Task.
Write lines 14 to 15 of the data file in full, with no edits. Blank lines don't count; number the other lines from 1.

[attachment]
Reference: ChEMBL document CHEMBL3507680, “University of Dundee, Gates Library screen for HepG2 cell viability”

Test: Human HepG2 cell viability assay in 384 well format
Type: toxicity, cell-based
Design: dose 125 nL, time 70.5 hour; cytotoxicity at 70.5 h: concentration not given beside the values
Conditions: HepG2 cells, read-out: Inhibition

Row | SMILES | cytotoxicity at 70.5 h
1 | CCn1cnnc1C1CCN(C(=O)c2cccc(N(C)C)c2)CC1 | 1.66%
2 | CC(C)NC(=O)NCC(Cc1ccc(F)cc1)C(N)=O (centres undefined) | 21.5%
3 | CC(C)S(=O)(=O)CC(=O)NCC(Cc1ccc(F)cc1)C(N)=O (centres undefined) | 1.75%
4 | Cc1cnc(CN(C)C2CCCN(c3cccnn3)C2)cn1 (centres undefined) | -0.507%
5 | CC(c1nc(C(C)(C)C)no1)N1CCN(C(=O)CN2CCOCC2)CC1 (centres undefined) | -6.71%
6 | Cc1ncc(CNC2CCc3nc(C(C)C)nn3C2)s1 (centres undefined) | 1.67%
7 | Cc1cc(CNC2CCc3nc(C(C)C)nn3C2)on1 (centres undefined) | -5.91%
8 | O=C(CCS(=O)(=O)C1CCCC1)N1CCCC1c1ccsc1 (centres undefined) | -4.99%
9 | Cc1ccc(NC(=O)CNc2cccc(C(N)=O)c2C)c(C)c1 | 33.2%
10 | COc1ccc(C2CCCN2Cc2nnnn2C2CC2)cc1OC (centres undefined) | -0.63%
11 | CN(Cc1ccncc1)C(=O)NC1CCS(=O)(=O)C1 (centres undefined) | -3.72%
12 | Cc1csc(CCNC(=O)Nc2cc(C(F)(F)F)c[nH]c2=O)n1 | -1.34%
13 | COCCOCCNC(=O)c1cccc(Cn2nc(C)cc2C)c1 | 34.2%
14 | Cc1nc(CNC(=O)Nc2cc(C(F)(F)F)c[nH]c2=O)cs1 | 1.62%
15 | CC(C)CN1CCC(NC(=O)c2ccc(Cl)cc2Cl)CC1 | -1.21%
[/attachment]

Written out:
8 | O=C(CCS(=O)(=O)C1CCCC1)N1CCCC1c1ccsc1 (centres undefined) | -4.99%
9 | Cc1ccc(NC(=O)CNc2cccc(C(N)=O)c2C)c(C)c1 | 33.2%